Dollar Touches Five-Week High Versus Yen as It Tests Resistance
(Bloomberg) -- The dollar touched a five-week high against the yen as investors fine-tune positions ahead of a speech by Federal Reserve Chair Janet Yellen.
Traders bought the greenback versus the yen, pushing the currency pair to 112 at the Tokyo fix, the highest level since May 24. Large buy-stops were layered above that level at 112.13, according to traders who asked not to be identified as they aren’t authorized to speak publicly.
The dollar has been supported since the Fed raised interest rates in June for the second time this year and elaborated on its plans to shrink its balance sheet. San Francisco Fed President John Williams made the case on Monday for further gradual increases in interest rates, with the expectation that inflation will rise to the central bank’s target next year. Yellen leads a slate of speakers from the U.S. central bank this week.
"There is a technical tailwind supporting dollar-yen,” said Kumiko Ishikawa, a currency market analyst at Sony Financial Holdings Inc. in Tokyo. If markets can hold around the May 24 high into the New York trading hours, the currency pair could break upward depending on the outcome of data and remarks from Yellen, she said. The U.S. June Conference Board consumer confidence data is due Tuesday.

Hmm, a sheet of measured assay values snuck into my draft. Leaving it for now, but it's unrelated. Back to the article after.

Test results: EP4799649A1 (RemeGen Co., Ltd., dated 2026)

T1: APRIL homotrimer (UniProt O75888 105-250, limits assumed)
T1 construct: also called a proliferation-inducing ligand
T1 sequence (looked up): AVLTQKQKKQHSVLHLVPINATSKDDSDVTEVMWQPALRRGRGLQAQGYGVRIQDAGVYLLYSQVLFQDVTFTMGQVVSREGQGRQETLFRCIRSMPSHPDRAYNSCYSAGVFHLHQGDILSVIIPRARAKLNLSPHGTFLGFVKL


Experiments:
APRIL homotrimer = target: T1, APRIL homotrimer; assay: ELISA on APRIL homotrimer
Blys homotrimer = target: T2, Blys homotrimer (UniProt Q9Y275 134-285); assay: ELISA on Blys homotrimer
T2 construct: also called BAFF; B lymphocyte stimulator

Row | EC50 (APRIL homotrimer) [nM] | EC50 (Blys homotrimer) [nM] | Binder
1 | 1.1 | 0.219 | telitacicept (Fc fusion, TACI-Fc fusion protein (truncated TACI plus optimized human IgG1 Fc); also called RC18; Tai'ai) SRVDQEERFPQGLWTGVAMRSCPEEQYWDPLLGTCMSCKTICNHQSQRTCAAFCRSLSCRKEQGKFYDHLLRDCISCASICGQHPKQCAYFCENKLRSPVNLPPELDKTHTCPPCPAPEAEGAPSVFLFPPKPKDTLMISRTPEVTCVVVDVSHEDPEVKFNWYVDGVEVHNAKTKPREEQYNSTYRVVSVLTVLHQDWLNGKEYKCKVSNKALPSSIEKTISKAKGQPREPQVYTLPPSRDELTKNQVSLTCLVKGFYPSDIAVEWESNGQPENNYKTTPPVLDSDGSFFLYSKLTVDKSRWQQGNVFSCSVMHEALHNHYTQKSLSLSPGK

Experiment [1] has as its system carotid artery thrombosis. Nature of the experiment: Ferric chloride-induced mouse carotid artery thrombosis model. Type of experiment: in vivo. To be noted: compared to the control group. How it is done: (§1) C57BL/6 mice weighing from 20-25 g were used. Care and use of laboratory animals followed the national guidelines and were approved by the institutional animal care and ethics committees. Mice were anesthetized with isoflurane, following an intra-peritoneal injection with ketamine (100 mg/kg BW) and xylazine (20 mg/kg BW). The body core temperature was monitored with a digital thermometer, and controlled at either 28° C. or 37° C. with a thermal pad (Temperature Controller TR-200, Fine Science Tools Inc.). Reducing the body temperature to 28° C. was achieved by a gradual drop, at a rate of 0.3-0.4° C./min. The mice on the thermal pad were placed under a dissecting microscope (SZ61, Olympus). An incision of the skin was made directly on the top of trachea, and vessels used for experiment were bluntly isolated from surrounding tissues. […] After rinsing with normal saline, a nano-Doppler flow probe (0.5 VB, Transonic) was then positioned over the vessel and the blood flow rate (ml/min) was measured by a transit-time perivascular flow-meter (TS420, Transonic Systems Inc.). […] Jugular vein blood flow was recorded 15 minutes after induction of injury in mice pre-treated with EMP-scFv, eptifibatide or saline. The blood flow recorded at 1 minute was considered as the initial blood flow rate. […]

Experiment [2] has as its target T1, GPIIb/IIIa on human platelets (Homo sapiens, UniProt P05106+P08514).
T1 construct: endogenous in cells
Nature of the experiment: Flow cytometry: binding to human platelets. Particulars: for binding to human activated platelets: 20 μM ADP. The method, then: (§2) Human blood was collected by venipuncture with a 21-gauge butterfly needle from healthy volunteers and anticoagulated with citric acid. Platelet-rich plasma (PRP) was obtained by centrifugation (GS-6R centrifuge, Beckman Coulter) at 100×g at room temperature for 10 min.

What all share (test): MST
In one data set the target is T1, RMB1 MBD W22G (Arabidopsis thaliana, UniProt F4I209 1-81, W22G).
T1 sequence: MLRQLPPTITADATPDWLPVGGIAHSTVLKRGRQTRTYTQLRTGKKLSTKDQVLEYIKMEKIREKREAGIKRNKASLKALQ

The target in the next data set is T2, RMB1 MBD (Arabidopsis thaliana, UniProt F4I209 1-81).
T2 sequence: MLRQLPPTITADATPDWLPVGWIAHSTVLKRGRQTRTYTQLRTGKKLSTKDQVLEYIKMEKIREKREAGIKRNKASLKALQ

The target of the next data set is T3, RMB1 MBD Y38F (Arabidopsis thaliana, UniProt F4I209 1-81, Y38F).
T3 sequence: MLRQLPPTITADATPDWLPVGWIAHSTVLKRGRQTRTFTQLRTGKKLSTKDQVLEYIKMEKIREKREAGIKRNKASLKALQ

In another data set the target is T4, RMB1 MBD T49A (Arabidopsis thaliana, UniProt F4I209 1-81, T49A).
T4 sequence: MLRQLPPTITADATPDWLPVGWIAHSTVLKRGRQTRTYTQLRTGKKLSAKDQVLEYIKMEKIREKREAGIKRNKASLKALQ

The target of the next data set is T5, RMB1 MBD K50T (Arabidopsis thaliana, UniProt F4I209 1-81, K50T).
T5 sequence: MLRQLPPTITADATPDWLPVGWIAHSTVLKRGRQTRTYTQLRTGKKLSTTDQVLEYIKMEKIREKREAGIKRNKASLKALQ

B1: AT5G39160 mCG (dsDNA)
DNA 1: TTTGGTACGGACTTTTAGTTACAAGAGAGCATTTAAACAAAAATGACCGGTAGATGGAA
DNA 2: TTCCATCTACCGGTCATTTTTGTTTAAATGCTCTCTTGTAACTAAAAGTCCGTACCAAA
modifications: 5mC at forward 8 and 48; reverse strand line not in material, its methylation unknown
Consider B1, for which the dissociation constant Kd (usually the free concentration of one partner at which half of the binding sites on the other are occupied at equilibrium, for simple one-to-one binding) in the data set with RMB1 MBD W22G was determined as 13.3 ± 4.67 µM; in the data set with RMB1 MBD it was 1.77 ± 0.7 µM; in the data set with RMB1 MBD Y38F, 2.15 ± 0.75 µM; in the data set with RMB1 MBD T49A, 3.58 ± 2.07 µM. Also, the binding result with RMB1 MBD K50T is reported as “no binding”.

- USD/JPY rises as much as 0.2% to 112.08 before paring gains; trades in 111.83-112.08 range
- Large exporter selling at 112 level taken out, minor stop-entry trades for leveraged accounts just above also triggered, according to an Asia-based FX trader
- Since breaking above the 111.82 Ichimoku cloud resistance, spot has hit a more than 1-month high and uses the cloud as base support
- Foreign ownership of Japanese T-bills hits record 51.9% in March, according to data from BOJ Tuesday
- USD/CAD adds 0.1% to 1.3250 versus 1.3242-1.3261 range
- U.S. Commerce Department announces more duties on imports of Canadian softwood lumber
- NZD/USD steady at 0.7294, as it recovered from sell-off reaction to May trade surplus of NZ$103m missing estimates of NZ$419m
- 2-year U.S. Treasury yields up 2bps to 1.357%; 10-year benchmark little changed at 2.137%
- The bond market has become “overly bearish” on expectations for growth for the second half of the year, according to John Woods, Credit Suisse Group AG’s Hong Kong-based chief investment officer for the Asia-Pacific region